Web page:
Ruy Teixeira (TNR): Judging from recent headlines, things are looking up for President Obama. The Republican presidential nominees have been serially embarrassing themselves; the White House communications department has successfully focused its messaging on jobs and economic fairness; and consumers are feeling ever more confident about the economy.
But it’s not just anecdotal evidence that suggests Obama’s re-election chances have improved – most of the polling data suggests the same. Obama has been running consistently ahead of his most likely challenger, Mitt Romney, in national polls – by an average of 4 points according to the Pollster.com website. Indeed, the closer you look at the numbers, the more reassuring the news: Obama, it seems, is well on his way to reconstructing the very coalition that elected him in 2008.
National Memo: In this Citizens United era of unregulated campaign cash, gay activists and donors are finding innovative ways to reward Barack Obama, who despite his equivocation on marriage equality is often lauded as the greatest friend to the LGBT community of any president in American history.
The reemergence of social issues on the presidential campaign trail, coupled with the reversal of the Don’t Ask, Don’t Tell policy that prevented gays and lesbians from serving openly in the military, has helped Obama improve his standing with this key segment of the liberal base, a vital source of campaign funds for any Democrat running a presidential campaign.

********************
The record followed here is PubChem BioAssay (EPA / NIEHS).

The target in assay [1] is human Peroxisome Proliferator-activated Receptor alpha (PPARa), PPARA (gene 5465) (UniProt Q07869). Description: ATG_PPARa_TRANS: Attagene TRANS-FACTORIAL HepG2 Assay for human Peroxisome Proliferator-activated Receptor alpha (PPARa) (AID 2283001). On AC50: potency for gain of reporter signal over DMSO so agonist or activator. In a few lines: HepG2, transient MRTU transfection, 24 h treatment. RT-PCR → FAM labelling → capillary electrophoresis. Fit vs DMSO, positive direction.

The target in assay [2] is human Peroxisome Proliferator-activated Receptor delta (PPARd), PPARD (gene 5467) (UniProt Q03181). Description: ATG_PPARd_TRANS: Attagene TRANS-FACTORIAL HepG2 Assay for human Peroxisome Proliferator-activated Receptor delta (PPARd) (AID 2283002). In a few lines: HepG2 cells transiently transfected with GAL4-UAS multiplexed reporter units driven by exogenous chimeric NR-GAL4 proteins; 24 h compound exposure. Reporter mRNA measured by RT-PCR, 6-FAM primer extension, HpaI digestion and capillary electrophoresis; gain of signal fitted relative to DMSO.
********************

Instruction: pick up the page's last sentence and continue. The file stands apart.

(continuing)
“This kind of Republican campaign has mobilized the community like I haven’t seen since 1992,” said David Mixner, a veteran progressive strategist Newsweek once called the most powerful gay man in America. “There’s a lot at stake. I have no doubt people will be involved in some way in Super PACs. You can count on the major donors of this community doing whatever they have to do to assist in the re-election of this president.”
Honestly, I haven’t made this up – a Ron Paul-supporting freak actually thought it was good news that the former KKK guy endorsed the nutjob!
Jonathan Bernstein: I have to say: If I were running Mitt Romney’s campaign, I’d much prefer reporters going on today about a mini-flap involving one of Mitt’s sons going birther and then apologizing than have them reporting on the Santorum surge.
….in the long run (or perhaps even by Tuesday) this particular incident will be long forgotten, it still can’t hurt Romney with Tea Partiers to hint that his camp is on the same page with them culturally.
Of course, I’m not hinting, nor am I voicing any suspicion, that the Romney camp would actually do something like this on purpose.
Reuters: New U.S. claims for jobless benefits rose last week but the underlying trend pointed to an improving labor market, while regional factory data showed the economy gaining momentum as the year ended.
The growth picture was brightened by other data on Thursday showing pending sales of previously owned homes jumped to a 1-1/2 year high in November, adding to signs of a tentative recovery in the housing market.
Indications the economy was wrapping up the year on a much firmer footing than had been previously anticipated leaves it better positioned to deal with headwinds from the festering debt crisis in Europe and fiscal tightening at home.